Another week, another disturbed young man, another mass killing spree. Episodes like Elliot Rodger's murder of four men and two women near the University of California, Santa Barbara campus have become all too frequent in America.
I certainly have no answer for the eloquent cry of Richard Martinez, whose 20-year-old son Christopher, a stranger to the killer, was shot dead in the street.
"Why did Chris die? Chris died because of craven, irresponsible politicians and the NRA," he cried. "They talk about gun rights. What about Chris' right to live? When will this insanity stop? When will enough people say, 'Stop this madness; we don't have to live like this'? Too many have died. We should say to ourselves: not one more."
Such is the downright satanic power of the gun cult in this country. Every poll available shows Democrats, Republicans and gun-owners alike favor, at minimum, stronger background checks aimed at keeping semi-automatic killing machines away from disturbed individuals like Rodgers.
Yet nothing happens, basically because Second Amendment cultists exercise a stranglehold on the political process. If the Newtown, Conn., massacre of elementary school children didn't cause a rethink, no misogynist shooting down sorority girls is going to change a thing.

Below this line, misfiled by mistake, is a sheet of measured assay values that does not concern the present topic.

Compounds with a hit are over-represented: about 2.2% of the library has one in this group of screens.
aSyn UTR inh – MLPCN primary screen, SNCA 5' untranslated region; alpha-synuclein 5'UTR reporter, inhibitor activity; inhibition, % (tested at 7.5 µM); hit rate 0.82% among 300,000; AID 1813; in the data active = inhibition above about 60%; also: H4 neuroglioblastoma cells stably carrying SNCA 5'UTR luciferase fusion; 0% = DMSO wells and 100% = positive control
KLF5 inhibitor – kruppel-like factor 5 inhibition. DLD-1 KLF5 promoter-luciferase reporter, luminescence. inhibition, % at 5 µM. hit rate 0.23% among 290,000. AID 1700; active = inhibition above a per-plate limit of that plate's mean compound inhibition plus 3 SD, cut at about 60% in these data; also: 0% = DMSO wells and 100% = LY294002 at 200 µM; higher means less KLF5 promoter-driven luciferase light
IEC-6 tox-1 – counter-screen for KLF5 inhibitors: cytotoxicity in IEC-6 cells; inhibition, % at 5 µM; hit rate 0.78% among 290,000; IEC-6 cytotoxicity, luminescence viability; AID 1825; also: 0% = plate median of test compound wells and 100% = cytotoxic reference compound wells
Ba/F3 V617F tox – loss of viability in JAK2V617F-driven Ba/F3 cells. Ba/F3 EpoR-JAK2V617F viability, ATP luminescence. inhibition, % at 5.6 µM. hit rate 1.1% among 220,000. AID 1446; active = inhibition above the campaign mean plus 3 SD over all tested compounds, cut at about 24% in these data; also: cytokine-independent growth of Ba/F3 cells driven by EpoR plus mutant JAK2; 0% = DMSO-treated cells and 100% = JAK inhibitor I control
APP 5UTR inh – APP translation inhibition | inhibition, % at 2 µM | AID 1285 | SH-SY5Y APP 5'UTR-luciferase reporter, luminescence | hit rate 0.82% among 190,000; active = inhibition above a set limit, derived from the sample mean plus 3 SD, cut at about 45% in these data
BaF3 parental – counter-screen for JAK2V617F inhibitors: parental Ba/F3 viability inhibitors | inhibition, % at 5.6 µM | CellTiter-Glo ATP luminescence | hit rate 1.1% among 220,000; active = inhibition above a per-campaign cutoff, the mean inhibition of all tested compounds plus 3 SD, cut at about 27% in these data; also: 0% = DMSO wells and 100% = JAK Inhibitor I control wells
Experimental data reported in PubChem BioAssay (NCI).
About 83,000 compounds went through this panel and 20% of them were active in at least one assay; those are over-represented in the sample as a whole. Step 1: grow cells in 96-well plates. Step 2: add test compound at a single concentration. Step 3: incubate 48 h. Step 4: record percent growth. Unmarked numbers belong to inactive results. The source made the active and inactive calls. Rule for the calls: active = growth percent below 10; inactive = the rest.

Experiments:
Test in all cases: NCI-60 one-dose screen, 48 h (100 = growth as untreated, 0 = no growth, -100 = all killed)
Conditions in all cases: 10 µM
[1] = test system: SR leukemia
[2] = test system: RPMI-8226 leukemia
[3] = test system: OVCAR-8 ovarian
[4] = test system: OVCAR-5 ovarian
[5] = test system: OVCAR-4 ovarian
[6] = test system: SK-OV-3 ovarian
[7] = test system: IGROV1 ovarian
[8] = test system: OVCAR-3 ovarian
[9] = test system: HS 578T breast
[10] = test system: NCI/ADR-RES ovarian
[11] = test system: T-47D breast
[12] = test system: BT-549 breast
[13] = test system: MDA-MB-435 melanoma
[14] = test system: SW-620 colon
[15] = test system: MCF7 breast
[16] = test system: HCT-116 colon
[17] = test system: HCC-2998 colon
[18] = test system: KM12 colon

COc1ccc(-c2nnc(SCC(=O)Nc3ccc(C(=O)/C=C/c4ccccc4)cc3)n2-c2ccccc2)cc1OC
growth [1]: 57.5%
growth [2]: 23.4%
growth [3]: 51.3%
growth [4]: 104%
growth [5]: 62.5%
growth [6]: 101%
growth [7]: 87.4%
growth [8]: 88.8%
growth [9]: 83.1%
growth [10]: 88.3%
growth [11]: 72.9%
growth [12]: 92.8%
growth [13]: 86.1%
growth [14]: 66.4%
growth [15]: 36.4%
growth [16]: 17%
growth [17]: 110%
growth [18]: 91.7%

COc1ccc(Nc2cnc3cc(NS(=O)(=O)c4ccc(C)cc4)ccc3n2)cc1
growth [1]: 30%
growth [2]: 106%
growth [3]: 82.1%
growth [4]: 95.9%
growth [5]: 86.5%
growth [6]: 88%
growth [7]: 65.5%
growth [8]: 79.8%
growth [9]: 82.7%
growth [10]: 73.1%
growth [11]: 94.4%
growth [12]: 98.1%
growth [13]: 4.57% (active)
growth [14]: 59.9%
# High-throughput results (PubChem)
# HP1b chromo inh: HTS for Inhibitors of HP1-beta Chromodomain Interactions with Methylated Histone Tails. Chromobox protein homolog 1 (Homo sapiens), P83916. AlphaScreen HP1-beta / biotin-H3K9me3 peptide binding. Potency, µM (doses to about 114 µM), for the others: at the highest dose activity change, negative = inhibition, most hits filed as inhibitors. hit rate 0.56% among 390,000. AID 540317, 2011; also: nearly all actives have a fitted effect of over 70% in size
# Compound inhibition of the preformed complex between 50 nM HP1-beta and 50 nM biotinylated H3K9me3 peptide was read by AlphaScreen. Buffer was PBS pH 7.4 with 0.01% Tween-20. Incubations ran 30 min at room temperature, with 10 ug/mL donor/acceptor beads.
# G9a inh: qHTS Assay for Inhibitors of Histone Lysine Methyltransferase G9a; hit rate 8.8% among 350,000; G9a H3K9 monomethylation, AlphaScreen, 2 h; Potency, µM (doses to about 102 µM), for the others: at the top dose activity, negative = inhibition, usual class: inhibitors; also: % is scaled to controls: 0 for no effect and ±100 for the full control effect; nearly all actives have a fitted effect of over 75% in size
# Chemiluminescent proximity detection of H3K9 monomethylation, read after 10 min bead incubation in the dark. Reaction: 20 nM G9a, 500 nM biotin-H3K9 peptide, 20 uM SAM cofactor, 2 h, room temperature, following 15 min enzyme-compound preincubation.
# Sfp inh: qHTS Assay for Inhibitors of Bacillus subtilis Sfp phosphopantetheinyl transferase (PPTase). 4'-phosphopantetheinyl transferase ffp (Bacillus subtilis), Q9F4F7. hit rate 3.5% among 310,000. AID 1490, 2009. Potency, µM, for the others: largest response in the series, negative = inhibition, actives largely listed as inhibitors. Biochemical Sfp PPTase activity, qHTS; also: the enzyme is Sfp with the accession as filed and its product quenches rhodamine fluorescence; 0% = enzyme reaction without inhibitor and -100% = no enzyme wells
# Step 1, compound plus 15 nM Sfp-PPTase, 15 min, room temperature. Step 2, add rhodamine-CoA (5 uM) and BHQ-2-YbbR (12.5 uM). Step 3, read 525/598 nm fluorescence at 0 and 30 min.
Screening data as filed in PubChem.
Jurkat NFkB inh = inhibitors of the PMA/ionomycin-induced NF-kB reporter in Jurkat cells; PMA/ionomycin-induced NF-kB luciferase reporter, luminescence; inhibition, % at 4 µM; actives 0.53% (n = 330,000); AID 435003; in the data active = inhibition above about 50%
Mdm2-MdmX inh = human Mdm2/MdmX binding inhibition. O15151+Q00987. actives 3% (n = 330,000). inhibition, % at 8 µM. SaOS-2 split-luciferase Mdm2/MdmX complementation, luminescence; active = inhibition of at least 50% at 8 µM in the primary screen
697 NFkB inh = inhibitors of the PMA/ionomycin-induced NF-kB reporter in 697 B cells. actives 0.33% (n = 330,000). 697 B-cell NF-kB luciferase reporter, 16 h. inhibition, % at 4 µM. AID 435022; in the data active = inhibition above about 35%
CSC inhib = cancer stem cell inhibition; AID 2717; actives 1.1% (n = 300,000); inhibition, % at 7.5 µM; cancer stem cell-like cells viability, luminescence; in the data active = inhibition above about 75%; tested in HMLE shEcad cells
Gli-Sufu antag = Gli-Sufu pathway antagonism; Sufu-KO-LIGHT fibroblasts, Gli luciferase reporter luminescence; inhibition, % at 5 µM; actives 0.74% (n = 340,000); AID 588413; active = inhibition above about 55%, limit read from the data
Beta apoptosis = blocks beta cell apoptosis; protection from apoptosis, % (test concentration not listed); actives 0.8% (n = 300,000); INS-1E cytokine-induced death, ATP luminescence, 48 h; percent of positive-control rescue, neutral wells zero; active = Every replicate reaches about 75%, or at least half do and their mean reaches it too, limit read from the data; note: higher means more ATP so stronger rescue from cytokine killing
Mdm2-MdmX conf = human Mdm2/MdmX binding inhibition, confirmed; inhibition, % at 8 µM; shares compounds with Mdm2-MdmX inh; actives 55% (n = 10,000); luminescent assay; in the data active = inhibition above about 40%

It's really quite bizarre, but until some certifiably conservative politician takes on the NRA and wins, spree killings will remain a depressing feature of American life. We could make it much harder for deranged people to acquire arsenals without greatly inconveniencing legitimate gun owners, but we haven't got the guts to give it a serious try.
Then there's the customary inadequacy of our laws relating to involuntary commitment of persons deemed an active threat to themselves or others -- very roughly the legal standard in most jurisdictions.
In the case of Elliot Rodger, there should have been better two-way communication. California authorities say sheriff's deputies who visited his apartment found a polite, shy kid who seemed no threat.
But shouldn't there have been two-way communication? Maybe instead of just dispatching deputies, they should have talked with his mother first. Maybe she's an alarmist; maybe not. I'm told some California jurisdictions do this as a matter of course.
Liberals and conservatives alike worry overmuch about the rights of mentally disturbed people. This isn't the USSR. Nobody's hospitalizing eccentrics or dissenters. Madness, however, has no rights. Acting otherwise is like letting children play in traffic. Alas, it appears Americans will face the problem soon after enacting sensible gun laws.
In short, probably never.
Arkansas Times columnist Gene Lyons can be reached at email@example.com.